Finally you will need a palette to use your paints from. Paint should always be dispensed to your palette, and not used directly from the bottle. Some people improvise a palette from an old CD, but plastic ones from art shops are generally cheap that you may as well pick one up.

An alternative is to use a disposable pad of palette paper. This is a heavy paper with a shiny surface that can take paint and water without going soggy. Games Workshop sell a good sized pad of this stuff, but art shops are also a good shout.


As with paint, there are many, many, makers of paint brushes for miniature painting. Try not to be overwhelmed, and resist the temptation to buy a huge set of brushes in one go! Most painting tasks can be accomplished with just four brushes.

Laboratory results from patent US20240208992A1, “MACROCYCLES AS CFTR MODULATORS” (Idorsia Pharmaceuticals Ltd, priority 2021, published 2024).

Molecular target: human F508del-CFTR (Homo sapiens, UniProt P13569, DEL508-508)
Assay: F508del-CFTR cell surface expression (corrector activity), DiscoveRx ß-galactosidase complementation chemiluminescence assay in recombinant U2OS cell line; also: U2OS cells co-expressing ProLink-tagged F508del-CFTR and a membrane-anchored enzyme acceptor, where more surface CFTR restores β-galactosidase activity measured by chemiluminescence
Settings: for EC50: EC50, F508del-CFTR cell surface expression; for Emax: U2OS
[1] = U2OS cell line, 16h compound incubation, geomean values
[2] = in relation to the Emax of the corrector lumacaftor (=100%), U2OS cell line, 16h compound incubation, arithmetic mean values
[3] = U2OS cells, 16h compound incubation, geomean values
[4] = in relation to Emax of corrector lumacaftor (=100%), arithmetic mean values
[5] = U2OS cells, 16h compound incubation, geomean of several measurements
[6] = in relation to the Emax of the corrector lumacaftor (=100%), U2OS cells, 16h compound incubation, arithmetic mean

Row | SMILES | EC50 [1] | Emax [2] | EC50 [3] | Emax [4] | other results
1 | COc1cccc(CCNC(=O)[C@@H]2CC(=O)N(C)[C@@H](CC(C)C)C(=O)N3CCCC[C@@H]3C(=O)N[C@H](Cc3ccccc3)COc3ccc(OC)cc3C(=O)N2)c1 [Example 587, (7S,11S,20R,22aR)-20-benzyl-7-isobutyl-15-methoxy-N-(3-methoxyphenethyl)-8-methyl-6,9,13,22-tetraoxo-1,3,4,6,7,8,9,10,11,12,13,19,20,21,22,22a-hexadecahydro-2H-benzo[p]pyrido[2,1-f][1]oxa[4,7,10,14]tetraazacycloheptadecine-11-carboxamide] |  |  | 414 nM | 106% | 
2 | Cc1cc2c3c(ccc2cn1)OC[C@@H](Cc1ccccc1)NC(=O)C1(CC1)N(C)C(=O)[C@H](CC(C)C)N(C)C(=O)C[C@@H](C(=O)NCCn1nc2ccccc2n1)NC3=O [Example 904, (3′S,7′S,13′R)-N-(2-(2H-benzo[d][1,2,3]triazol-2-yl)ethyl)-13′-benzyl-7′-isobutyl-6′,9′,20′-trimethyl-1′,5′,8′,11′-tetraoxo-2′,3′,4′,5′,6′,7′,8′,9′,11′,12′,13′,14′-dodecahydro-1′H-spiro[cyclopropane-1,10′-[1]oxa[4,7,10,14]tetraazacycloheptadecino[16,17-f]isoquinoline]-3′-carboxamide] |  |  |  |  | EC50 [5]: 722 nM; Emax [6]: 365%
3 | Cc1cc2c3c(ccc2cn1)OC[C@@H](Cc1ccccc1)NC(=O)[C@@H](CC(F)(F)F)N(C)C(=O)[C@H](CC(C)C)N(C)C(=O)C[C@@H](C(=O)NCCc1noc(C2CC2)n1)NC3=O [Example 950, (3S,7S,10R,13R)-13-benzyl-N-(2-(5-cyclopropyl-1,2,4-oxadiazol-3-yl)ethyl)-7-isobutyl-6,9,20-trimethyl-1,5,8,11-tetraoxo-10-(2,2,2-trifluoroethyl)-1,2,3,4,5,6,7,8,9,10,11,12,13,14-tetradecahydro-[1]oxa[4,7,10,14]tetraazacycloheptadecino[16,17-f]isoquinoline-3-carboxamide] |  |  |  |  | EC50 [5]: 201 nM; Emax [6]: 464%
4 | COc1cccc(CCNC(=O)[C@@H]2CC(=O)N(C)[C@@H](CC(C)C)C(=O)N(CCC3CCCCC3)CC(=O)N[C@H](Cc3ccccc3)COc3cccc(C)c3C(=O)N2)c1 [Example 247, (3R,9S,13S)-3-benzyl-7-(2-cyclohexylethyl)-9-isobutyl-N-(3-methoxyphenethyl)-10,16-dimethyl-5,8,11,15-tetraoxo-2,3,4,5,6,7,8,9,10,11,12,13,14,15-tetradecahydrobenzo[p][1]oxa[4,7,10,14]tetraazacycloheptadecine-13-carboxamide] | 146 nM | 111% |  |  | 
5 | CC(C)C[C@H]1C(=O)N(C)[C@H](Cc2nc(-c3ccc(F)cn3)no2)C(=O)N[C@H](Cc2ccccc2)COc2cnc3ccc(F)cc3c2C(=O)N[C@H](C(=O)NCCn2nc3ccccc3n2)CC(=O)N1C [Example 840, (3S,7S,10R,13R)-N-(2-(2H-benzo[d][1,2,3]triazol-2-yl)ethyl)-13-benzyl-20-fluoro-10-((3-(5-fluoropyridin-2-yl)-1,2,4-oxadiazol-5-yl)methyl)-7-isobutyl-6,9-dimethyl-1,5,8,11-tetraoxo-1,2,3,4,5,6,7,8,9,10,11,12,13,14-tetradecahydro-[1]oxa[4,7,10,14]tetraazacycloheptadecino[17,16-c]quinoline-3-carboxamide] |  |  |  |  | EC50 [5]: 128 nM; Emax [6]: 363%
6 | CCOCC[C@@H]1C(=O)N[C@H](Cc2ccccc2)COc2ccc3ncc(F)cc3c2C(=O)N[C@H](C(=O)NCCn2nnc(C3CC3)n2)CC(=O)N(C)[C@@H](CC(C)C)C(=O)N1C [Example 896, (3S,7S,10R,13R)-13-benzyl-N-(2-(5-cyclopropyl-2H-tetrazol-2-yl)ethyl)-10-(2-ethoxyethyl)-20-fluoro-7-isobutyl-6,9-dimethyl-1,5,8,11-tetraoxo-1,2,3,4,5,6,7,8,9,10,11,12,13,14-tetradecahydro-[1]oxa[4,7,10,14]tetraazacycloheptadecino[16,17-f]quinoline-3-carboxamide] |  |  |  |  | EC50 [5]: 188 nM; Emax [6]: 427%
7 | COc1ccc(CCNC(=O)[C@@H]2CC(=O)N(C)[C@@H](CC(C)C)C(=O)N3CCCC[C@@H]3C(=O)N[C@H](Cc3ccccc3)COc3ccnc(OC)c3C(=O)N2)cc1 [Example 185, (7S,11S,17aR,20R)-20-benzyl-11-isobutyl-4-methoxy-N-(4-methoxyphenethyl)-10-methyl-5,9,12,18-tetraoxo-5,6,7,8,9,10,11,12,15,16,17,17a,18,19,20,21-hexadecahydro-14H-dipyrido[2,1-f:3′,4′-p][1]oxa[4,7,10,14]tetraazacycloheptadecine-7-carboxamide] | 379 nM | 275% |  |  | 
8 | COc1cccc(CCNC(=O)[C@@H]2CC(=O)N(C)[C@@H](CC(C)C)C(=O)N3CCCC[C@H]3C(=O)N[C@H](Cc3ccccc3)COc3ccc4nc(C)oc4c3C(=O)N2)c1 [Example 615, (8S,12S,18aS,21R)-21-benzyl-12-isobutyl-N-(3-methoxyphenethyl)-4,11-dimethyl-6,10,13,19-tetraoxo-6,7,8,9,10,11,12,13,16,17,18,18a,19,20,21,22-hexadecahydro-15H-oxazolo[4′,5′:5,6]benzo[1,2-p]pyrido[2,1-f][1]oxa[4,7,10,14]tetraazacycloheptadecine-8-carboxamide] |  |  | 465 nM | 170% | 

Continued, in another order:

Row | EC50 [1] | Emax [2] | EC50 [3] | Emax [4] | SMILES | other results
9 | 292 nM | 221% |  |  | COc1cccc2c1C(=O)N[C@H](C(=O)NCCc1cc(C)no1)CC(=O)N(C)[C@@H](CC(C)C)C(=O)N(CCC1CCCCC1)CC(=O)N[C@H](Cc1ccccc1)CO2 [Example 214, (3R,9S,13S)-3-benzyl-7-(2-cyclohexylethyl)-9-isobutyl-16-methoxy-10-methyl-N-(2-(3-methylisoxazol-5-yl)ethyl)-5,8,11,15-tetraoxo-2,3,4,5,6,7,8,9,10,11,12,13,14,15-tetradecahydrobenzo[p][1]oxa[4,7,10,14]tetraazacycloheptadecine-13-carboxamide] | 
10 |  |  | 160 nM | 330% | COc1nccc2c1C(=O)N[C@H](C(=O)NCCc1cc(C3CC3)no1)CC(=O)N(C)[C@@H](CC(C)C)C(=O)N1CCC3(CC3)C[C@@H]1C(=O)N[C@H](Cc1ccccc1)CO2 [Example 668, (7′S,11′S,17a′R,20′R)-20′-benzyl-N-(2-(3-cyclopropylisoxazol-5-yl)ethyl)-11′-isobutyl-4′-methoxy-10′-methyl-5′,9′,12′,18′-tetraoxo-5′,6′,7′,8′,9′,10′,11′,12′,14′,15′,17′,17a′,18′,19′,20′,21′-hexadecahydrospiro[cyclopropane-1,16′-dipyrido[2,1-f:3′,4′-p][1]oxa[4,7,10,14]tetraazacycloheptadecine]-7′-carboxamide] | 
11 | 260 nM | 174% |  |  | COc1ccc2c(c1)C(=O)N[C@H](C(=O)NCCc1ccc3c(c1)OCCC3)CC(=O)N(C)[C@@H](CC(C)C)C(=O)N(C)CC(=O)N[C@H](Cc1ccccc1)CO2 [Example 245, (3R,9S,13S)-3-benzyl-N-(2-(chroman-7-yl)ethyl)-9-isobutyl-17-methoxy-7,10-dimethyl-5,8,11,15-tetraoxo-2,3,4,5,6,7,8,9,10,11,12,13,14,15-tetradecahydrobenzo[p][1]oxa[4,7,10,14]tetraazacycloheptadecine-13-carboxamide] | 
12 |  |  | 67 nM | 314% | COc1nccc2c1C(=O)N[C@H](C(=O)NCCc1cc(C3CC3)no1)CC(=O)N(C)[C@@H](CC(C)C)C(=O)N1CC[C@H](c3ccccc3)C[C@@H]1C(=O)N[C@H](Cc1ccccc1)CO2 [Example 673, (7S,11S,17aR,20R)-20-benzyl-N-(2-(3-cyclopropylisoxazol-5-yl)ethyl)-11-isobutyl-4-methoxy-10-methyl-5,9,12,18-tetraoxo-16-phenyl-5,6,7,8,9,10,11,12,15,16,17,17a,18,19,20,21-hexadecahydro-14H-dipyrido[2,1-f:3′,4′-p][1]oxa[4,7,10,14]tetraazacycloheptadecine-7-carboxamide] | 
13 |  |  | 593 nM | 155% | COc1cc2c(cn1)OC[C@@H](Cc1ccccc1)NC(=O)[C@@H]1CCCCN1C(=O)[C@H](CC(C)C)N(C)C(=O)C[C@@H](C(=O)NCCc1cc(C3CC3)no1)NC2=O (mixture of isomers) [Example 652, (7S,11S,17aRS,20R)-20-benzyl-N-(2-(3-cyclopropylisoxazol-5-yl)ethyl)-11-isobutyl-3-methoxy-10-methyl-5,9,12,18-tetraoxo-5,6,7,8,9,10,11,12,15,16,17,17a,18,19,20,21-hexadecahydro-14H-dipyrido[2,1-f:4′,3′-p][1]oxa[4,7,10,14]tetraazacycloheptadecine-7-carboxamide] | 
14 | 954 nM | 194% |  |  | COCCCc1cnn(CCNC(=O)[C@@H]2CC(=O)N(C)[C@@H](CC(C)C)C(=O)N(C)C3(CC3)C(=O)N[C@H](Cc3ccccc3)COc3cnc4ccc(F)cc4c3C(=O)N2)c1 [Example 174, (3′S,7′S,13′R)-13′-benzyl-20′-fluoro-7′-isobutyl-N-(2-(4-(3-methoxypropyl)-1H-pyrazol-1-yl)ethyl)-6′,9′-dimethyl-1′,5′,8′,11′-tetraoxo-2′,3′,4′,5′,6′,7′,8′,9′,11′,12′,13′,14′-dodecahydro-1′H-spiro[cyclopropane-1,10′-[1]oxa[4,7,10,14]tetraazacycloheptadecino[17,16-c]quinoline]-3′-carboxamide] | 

Base, detail, and drybrushing

There are three good quality brushes you'll need to perform the techniques described in this book. Whilst it is possible to spend a small fortune on some brands, it is not necessary. That said, quality is important here as these are your main workhorses. Thankfully it is possible to pick up a set of all three for a reasonable price.

The base brush will be your most used brush. It's job is to apply the main colours to your miniature, as well as washes. A size 1 is ideal for this task. Some brands don't use numbered sizes, so in those cases look for a base brush or regiment brush.

The detail brush will be your next go too. It's job is to apply highlights and fine details to your miniature. It needs to be big enough to edge highlight armour plate, yet small enough to paint eyes (if you are up to the challenge). A size 0 or 00 are the most suitable sizes here. For brands that don't use numbered sizes, look for a detail or character brush.